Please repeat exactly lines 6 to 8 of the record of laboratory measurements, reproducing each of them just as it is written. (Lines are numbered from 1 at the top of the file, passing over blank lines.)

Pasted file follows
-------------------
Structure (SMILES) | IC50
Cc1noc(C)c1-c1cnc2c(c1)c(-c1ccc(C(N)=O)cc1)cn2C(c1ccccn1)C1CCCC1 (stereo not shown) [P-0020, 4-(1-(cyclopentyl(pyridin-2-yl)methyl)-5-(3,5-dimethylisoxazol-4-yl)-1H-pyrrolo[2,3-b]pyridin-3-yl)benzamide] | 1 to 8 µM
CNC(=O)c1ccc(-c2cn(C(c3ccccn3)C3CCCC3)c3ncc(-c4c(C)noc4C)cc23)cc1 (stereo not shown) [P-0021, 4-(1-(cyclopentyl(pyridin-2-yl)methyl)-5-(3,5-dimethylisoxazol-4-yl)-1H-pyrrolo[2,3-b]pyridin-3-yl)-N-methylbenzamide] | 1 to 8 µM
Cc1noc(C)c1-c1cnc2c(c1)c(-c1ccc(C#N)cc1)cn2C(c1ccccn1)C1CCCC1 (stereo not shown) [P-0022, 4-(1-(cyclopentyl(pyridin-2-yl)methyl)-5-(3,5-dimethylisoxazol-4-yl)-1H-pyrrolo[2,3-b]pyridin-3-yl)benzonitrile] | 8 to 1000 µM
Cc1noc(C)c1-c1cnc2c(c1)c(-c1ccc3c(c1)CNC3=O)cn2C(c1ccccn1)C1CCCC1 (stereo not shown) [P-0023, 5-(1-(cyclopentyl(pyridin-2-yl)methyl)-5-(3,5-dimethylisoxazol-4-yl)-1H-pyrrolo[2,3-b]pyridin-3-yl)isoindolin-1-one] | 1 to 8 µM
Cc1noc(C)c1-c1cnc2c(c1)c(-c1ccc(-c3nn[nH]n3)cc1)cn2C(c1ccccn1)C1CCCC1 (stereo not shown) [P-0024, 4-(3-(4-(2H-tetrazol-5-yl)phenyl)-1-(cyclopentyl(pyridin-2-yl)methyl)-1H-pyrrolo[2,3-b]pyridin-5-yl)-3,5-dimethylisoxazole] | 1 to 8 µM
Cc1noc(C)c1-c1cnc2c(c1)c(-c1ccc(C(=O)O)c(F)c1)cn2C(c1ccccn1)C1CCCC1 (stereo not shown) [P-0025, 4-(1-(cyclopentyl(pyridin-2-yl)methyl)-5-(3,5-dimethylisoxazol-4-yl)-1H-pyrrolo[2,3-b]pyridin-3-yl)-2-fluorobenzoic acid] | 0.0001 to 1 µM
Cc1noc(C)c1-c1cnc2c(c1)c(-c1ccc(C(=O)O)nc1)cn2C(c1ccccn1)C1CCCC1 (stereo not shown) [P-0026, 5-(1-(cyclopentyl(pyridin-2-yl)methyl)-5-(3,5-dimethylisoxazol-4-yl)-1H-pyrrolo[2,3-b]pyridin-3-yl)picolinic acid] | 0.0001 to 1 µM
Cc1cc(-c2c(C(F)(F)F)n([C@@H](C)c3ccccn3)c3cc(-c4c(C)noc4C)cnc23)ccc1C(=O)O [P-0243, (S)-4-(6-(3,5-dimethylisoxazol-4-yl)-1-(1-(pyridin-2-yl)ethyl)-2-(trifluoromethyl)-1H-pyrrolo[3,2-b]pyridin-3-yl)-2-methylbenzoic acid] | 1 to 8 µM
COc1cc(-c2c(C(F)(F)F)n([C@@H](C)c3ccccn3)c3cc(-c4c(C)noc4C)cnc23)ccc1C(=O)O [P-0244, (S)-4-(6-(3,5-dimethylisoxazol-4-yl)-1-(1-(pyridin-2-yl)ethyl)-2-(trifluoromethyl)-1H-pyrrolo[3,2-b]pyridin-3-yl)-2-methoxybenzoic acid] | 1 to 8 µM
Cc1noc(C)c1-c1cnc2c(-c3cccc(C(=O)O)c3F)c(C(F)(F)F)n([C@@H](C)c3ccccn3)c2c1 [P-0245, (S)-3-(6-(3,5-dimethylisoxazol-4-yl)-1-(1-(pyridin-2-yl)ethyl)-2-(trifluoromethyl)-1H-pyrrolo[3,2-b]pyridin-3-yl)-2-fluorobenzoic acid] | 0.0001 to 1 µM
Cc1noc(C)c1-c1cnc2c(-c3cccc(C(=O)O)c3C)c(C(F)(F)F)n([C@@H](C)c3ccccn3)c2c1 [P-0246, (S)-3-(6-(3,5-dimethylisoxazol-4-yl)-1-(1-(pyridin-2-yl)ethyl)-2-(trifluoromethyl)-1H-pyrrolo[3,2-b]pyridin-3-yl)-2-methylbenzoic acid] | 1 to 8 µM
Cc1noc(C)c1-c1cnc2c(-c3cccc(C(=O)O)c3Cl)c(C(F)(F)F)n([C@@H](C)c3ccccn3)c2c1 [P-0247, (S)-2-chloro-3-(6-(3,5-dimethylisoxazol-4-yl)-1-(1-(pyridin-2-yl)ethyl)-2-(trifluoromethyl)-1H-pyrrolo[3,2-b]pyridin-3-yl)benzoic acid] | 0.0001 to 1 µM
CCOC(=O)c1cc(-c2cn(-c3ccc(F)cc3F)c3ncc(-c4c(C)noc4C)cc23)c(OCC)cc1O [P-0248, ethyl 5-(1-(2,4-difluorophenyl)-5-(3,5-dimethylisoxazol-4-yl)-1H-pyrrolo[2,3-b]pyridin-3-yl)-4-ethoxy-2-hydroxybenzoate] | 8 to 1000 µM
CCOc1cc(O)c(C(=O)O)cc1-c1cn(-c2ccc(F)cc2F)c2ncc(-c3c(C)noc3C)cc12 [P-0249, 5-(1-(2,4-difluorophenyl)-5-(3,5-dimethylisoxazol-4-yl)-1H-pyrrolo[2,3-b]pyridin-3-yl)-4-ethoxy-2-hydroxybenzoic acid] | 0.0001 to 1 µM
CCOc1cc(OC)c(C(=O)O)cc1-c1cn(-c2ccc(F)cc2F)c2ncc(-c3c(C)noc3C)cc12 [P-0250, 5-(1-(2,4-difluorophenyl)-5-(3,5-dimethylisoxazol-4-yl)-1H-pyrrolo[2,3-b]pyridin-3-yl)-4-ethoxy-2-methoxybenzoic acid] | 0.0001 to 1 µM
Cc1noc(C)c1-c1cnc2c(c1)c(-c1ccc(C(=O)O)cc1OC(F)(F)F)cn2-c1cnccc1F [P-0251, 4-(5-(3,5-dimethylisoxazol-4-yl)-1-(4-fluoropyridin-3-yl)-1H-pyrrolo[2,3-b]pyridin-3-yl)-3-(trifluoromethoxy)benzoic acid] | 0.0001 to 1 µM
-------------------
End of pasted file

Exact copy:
Cc1noc(C)c1-c1cnc2c(c1)c(-c1ccc(-c3nn[nH]n3)cc1)cn2C(c1ccccn1)C1CCCC1 (stereo not shown) [P-0024, 4-(3-(4-(2H-tetrazol-5-yl)phenyl)-1-(cyclopentyl(pyridin-2-yl)methyl)-1H-pyrrolo[2,3-b]pyridin-5-yl)-3,5-dimethylisoxazole] | 1 to 8 µM
Cc1noc(C)c1-c1cnc2c(c1)c(-c1ccc(C(=O)O)c(F)c1)cn2C(c1ccccn1)C1CCCC1 (stereo not shown) [P-0025, 4-(1-(cyclopentyl(pyridin-2-yl)methyl)-5-(3,5-dimethylisoxazol-4-yl)-1H-pyrrolo[2,3-b]pyridin-3-yl)-2-fluorobenzoic acid] | 0.0001 to 1 µM
Cc1noc(C)c1-c1cnc2c(c1)c(-c1ccc(C(=O)O)nc1)cn2C(c1ccccn1)C1CCCC1 (stereo not shown) [P-0026, 5-(1-(cyclopentyl(pyridin-2-yl)methyl)-5-(3,5-dimethylisoxazol-4-yl)-1H-pyrrolo[2,3-b]pyridin-3-yl)picolinic acid] | 0.0001 to 1 µM